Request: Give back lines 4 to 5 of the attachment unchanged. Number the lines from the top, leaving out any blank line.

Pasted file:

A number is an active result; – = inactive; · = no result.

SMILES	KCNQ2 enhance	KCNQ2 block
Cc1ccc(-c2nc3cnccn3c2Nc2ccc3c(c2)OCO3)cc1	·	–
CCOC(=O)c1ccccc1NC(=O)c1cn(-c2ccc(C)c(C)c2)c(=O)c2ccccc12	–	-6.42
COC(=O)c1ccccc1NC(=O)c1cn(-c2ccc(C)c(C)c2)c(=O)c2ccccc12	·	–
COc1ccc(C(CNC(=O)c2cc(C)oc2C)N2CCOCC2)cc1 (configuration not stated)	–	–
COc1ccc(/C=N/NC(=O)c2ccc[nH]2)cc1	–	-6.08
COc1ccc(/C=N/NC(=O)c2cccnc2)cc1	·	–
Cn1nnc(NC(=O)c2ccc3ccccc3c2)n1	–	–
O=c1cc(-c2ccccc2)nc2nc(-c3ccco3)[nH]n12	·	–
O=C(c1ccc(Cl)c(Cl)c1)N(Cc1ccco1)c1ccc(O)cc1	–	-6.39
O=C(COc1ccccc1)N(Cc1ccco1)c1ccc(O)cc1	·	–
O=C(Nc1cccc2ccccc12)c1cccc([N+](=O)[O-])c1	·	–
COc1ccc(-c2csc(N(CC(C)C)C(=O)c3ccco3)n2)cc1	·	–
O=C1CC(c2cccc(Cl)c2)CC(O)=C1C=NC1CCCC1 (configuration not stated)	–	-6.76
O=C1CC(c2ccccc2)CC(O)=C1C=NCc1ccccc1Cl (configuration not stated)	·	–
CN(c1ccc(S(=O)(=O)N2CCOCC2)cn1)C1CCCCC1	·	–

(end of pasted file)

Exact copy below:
CCOC(=O)c1ccccc1NC(=O)c1cn(-c2ccc(C)c(C)c2)c(=O)c2ccccc12	–	-6.42
COC(=O)c1ccccc1NC(=O)c1cn(-c2ccc(C)c(C)c2)c(=O)c2ccccc12	·	–